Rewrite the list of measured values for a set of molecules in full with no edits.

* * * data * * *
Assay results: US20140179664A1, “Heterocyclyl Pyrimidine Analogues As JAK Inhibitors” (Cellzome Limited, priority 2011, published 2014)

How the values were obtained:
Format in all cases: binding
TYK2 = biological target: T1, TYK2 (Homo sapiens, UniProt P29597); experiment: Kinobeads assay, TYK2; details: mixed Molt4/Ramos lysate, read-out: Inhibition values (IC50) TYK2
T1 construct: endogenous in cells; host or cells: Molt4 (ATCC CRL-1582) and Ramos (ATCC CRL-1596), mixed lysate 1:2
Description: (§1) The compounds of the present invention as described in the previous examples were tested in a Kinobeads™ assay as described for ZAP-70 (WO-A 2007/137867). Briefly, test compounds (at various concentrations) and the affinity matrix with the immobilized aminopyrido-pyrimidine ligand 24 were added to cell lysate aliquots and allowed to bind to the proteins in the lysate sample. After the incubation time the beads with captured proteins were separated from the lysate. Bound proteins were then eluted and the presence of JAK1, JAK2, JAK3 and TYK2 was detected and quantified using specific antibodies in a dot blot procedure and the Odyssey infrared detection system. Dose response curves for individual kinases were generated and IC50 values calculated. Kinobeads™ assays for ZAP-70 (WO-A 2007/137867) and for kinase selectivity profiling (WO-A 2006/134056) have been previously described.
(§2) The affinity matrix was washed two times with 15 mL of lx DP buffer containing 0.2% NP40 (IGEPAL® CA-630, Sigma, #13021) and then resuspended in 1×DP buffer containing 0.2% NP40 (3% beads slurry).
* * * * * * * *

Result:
Assay results: US20140179664A1, “Heterocyclyl Pyrimidine Analogues As JAK Inhibitors” (Cellzome Limited, priority 2011, published 2014)

How the values were obtained:
Format in all cases: binding
TYK2 = biological target: T1, TYK2 (Homo sapiens, UniProt P29597); experiment: Kinobeads assay, TYK2; details: mixed Molt4/Ramos lysate, read-out: Inhibition values (IC50) TYK2
T1 construct: endogenous in cells; host or cells: Molt4 (ATCC CRL-1582) and Ramos (ATCC CRL-1596), mixed lysate 1:2
Description: (§1) The compounds of the present invention as described in the previous examples were tested in a Kinobeads™ assay as described for ZAP-70 (WO-A 2007/137867). Briefly, test compounds (at various concentrations) and the affinity matrix with the immobilized aminopyrido-pyrimidine ligand 24 were added to cell lysate aliquots and allowed to bind to the proteins in the lysate sample. After the incubation time the beads with captured proteins were separated from the lysate. Bound proteins were then eluted and the presence of JAK1, JAK2, JAK3 and TYK2 was detected and quantified using specific antibodies in a dot blot procedure and the Odyssey infrared detection system. Dose response curves for individual kinases were generated and IC50 values calculated. Kinobeads™ assays for ZAP-70 (WO-A 2007/137867) and for kinase selectivity profiling (WO-A 2006/134056) have been previously described.
(§2) The affinity matrix was washed two times with 15 mL of lx DP buffer containing 0.2% NP40 (IGEPAL® CA-630, Sigma, #13021) and then resuspended in 1×DP buffer containing 0.2% NP40 (3% beads slurry).